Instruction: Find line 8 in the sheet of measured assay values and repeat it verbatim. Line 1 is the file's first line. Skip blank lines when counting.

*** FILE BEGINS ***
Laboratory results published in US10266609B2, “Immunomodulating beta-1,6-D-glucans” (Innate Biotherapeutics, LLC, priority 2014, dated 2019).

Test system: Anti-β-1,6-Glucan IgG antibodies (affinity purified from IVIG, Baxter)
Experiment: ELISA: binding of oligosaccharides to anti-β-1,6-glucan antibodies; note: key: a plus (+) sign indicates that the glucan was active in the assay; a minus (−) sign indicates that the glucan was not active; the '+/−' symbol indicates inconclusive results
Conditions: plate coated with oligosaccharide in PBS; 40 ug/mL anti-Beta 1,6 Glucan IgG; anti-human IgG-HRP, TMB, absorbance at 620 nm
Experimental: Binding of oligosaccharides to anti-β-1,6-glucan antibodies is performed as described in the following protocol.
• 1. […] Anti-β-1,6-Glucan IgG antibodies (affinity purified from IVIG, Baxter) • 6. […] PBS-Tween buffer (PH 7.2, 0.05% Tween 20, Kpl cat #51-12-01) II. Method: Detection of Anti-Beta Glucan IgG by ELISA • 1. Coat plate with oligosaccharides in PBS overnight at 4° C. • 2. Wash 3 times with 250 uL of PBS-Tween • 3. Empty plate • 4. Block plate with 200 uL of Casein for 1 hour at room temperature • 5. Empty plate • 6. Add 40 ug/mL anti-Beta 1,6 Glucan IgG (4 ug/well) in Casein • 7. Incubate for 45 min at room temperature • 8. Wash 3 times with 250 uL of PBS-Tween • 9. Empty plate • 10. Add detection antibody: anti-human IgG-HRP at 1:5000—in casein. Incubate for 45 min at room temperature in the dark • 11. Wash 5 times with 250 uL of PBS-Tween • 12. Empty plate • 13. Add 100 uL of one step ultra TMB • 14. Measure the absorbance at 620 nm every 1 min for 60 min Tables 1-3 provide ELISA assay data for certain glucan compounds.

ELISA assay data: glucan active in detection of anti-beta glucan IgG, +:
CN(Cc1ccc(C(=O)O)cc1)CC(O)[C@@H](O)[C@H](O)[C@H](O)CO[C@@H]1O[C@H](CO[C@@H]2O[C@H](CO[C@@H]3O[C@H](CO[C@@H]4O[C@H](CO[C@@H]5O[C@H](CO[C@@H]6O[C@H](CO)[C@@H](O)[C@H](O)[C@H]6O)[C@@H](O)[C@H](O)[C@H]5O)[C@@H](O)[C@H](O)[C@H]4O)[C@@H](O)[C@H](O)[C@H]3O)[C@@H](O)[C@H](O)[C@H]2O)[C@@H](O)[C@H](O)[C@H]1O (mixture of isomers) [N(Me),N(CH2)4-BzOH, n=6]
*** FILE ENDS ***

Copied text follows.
CN(Cc1ccc(C(=O)O)cc1)CC(O)[C@@H](O)[C@H](O)[C@H](O)CO[C@@H]1O[C@H](CO[C@@H]2O[C@H](CO[C@@H]3O[C@H](CO[C@@H]4O[C@H](CO[C@@H]5O[C@H](CO[C@@H]6O[C@H](CO)[C@@H](O)[C@H](O)[C@H]6O)[C@@H](O)[C@H](O)[C@H]5O)[C@@H](O)[C@H](O)[C@H]4O)[C@@H](O)[C@H](O)[C@H]3O)[C@@H](O)[C@H](O)[C@H]2O)[C@@H](O)[C@H](O)[C@H]1O (mixture of isomers) [N(Me),N(CH2)4-BzOH, n=6]